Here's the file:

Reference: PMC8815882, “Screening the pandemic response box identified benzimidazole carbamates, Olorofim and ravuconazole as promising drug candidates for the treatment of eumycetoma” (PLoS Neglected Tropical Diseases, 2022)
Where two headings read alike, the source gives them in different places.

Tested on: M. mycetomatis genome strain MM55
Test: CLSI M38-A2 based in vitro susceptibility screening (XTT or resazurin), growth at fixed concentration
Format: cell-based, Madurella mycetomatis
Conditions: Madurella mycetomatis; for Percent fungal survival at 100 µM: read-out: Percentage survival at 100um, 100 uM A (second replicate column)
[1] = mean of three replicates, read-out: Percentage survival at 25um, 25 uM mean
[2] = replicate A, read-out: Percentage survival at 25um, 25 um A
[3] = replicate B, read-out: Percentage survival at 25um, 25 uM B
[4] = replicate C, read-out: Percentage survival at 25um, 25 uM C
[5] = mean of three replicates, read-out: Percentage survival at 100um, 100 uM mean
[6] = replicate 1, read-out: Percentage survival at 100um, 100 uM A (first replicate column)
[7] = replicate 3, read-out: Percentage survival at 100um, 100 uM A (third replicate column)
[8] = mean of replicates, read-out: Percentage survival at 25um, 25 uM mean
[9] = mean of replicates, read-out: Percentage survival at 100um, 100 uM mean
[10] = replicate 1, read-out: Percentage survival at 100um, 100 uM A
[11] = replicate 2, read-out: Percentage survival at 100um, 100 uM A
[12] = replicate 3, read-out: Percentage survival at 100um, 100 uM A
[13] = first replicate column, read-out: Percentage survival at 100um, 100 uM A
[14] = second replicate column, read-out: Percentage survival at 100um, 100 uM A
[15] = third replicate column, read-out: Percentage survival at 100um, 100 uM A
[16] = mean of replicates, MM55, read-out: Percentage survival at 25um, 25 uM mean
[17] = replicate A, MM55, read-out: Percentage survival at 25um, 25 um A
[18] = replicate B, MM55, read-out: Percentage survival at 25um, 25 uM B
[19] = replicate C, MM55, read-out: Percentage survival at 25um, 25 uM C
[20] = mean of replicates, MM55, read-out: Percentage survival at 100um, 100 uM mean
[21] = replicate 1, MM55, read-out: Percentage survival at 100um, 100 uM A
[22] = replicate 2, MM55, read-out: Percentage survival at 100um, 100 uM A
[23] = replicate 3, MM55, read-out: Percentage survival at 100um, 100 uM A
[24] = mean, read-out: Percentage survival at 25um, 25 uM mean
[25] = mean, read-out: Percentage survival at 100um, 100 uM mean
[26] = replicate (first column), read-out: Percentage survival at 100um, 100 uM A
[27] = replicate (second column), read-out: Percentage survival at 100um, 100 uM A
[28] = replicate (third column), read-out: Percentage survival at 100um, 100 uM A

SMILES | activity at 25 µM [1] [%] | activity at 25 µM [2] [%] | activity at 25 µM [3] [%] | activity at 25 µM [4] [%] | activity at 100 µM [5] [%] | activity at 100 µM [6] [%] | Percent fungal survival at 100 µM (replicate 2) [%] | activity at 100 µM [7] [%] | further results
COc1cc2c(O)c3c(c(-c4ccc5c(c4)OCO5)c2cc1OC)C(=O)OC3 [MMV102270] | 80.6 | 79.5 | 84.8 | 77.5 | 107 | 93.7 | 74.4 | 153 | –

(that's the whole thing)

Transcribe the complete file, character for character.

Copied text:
Reference: PMC8815882, “Screening the pandemic response box identified benzimidazole carbamates, Olorofim and ravuconazole as promising drug candidates for the treatment of eumycetoma” (PLoS Neglected Tropical Diseases, 2022)
Where two headings read alike, the source gives them in different places.

Tested on: M. mycetomatis genome strain MM55
Test: CLSI M38-A2 based in vitro susceptibility screening (XTT or resazurin), growth at fixed concentration
Format: cell-based, Madurella mycetomatis
Conditions: Madurella mycetomatis; for Percent fungal survival at 100 µM: read-out: Percentage survival at 100um, 100 uM A (second replicate column)
[1] = mean of three replicates, read-out: Percentage survival at 25um, 25 uM mean
[2] = replicate A, read-out: Percentage survival at 25um, 25 um A
[3] = replicate B, read-out: Percentage survival at 25um, 25 uM B
[4] = replicate C, read-out: Percentage survival at 25um, 25 uM C
[5] = mean of three replicates, read-out: Percentage survival at 100um, 100 uM mean
[6] = replicate 1, read-out: Percentage survival at 100um, 100 uM A (first replicate column)
[7] = replicate 3, read-out: Percentage survival at 100um, 100 uM A (third replicate column)
[8] = mean of replicates, read-out: Percentage survival at 25um, 25 uM mean
[9] = mean of replicates, read-out: Percentage survival at 100um, 100 uM mean
[10] = replicate 1, read-out: Percentage survival at 100um, 100 uM A
[11] = replicate 2, read-out: Percentage survival at 100um, 100 uM A
[12] = replicate 3, read-out: Percentage survival at 100um, 100 uM A
[13] = first replicate column, read-out: Percentage survival at 100um, 100 uM A
[14] = second replicate column, read-out: Percentage survival at 100um, 100 uM A
[15] = third replicate column, read-out: Percentage survival at 100um, 100 uM A
[16] = mean of replicates, MM55, read-out: Percentage survival at 25um, 25 uM mean
[17] = replicate A, MM55, read-out: Percentage survival at 25um, 25 um A
[18] = replicate B, MM55, read-out: Percentage survival at 25um, 25 uM B
[19] = replicate C, MM55, read-out: Percentage survival at 25um, 25 uM C
[20] = mean of replicates, MM55, read-out: Percentage survival at 100um, 100 uM mean
[21] = replicate 1, MM55, read-out: Percentage survival at 100um, 100 uM A
[22] = replicate 2, MM55, read-out: Percentage survival at 100um, 100 uM A
[23] = replicate 3, MM55, read-out: Percentage survival at 100um, 100 uM A
[24] = mean, read-out: Percentage survival at 25um, 25 uM mean
[25] = mean, read-out: Percentage survival at 100um, 100 uM mean
[26] = replicate (first column), read-out: Percentage survival at 100um, 100 uM A
[27] = replicate (second column), read-out: Percentage survival at 100um, 100 uM A
[28] = replicate (third column), read-out: Percentage survival at 100um, 100 uM A

SMILES | activity at 25 µM [1] [%] | activity at 25 µM [2] [%] | activity at 25 µM [3] [%] | activity at 25 µM [4] [%] | activity at 100 µM [5] [%] | activity at 100 µM [6] [%] | Percent fungal survival at 100 µM (replicate 2) [%] | activity at 100 µM [7] [%] | further results
COc1cc2c(O)c3c(c(-c4ccc5c(c4)OCO5)c2cc1OC)C(=O)OC3 [MMV102270] | 80.6 | 79.5 | 84.8 | 77.5 | 107 | 93.7 | 74.4 | 153 | –